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Wyoming Drone Protection Act Dies in Senate Judiciary

House Bill 18 – the Drone Protection Act – died this morning in the Senate Judiciary Committee by a vote of 2-3. The bill was a committee bill, considered by the Joint Judiciary Committee (that is, the Senate and House committees together) in the interim between the 2014 and 2015 legislative sessions. The bill passed the House 41-19, but had House committee and additional floor amendments that raised concerns in the Senate Judiciary.

The gist of HB18 was to require police to get a warrant before using drones for criminal investigations, with ample exceptions for search and rescue and other operations not related to law enforcement. As I discuss in detail in my Liberty Brief on police drone regulation, the Fourth Amendment to the U.S. Constitution provides little protection against government surveillance in public, so given the decreasing cost and efficiency of drones (noted not just by me, but in various testimony by law enforcement agencies) it is likely that they will be used for general and particular surveillance in Wyoming soon enough, with no law to stand in their way.

Frustratingly, law enforcement – particularly the Wyoming Association of Sheriffs and Chiefs of Police, represented by Byron Oedekoven – repeated some misinformation presented to the House Judiciary Committee when it considered the bill a few weeks ago. Oedekoven testified that local police agencies such as the Cheyenne Police Department would have to go through budgetary processes in order to acquire a drone, and would thus be subject to local oversight. This is not true. When the Cheyenne PD acquired its $1 million Mine Resistant Ambush Protected vehicle (MRAP), it went through the federal 1033 program. Since the MRAP was “free,” the Cheyenne City Council had no input. As Linda Burt from the American Civil Liberties Union pointed out, Homeland Security is currently providing grants for police drones. Wyoming police don’t have drones yet, but they will soon enough, and acquisition will not require any input from local elected officials or state legislators.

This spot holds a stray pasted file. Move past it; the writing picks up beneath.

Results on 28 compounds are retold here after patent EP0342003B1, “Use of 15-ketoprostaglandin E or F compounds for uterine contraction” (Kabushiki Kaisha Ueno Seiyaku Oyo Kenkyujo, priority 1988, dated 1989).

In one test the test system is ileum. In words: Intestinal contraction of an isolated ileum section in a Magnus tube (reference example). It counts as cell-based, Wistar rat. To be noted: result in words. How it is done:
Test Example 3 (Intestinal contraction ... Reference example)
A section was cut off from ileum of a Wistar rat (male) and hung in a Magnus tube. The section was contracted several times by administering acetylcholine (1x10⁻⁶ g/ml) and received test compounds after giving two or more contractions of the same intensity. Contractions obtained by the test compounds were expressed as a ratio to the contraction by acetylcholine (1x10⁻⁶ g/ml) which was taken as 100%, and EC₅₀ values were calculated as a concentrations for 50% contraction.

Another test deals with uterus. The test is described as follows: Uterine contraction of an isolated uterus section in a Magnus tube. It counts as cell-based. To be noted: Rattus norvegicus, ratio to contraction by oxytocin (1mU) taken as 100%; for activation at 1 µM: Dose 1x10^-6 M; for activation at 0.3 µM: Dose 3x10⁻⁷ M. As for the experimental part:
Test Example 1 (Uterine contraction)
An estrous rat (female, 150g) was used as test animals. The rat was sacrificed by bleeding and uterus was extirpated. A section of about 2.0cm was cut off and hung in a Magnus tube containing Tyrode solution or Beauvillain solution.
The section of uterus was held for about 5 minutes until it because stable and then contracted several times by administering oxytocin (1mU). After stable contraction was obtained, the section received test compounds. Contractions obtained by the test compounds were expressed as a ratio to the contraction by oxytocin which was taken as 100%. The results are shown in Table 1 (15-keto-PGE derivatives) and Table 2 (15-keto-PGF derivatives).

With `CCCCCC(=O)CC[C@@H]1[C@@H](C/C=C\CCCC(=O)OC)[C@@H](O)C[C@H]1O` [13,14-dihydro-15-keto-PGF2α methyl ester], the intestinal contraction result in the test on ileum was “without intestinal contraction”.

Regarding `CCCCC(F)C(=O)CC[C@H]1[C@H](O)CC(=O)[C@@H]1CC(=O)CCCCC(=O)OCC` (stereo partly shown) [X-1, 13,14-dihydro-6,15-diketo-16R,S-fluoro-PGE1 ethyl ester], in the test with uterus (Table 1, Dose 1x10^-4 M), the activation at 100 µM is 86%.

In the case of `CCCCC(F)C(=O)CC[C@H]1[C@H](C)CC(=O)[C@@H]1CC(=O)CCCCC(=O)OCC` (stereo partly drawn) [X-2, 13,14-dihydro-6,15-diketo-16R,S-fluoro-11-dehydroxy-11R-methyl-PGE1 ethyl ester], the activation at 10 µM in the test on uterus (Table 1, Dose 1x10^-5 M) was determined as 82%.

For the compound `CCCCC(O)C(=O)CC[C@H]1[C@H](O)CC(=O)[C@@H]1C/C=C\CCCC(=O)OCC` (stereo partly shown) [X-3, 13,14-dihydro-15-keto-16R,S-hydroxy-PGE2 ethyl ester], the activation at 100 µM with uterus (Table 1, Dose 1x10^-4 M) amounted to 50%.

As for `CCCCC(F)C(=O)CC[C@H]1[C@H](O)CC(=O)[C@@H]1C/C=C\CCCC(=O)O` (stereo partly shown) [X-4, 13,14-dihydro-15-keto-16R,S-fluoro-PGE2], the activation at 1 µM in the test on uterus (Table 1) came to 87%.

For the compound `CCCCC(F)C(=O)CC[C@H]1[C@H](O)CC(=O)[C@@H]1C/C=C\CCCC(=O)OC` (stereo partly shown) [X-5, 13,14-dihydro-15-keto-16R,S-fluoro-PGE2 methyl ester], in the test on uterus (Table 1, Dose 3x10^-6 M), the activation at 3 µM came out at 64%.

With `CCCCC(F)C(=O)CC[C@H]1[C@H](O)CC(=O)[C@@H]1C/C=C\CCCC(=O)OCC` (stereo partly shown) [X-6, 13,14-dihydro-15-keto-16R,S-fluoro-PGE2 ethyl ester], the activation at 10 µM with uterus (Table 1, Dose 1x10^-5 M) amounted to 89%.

Drone Protection

Foreshadowing: as the Drone Protection Act died this morning, the Cheyenne Police Department’s MRAP stood guard a few blocks away.

Oedekoven also testified that the warrant restrictions in HB18 would prevent police from investigating certain situations discovered during drone operations, presenting a hypothetical where a drone spots a dead body. I believe the search and rescue exception in the bill would have covered a good number of these situations, and counter that it’s the very purpose of the bill that drones should not be used by police on private or public lands for general surveillance just to see what turns up, even if it’s a dead body.

Indeed, while I believe the dead body hypothetical is a red herring, the other extreme – that law enforcement aims to become Big Brother – is already unfolding. Just after the House passed HB18, a Wall Street Journal report (paywall) revealed that the federal Drug Enforcement Agency has been monitoring certain highways and storing license plate numbers for two years. (In a small comfort, they have revised their data retention policy to 90 days.) This comes in the wake of revelations that the National Security Agency maintained a database of domestic phone calls (paywall) and other monitoring programs. The default position of law enforcement has unfortunately become “if you have done nothing wrong, you have nothing to hide.”

The topic of drone regulation may be considered again in the 2015-16 interim, and this always increases the likelihood of passage (HB18 notwithstanding). In any event, it will take serious legislative craftsmanship and strong resolve, particularly because certain representatives of law enforcement will undoubtedly remain poised to kill any regulatory effort.

Here’s hoping the Drone Protection Act returns next year and passes!

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Monday, 23 October 2017
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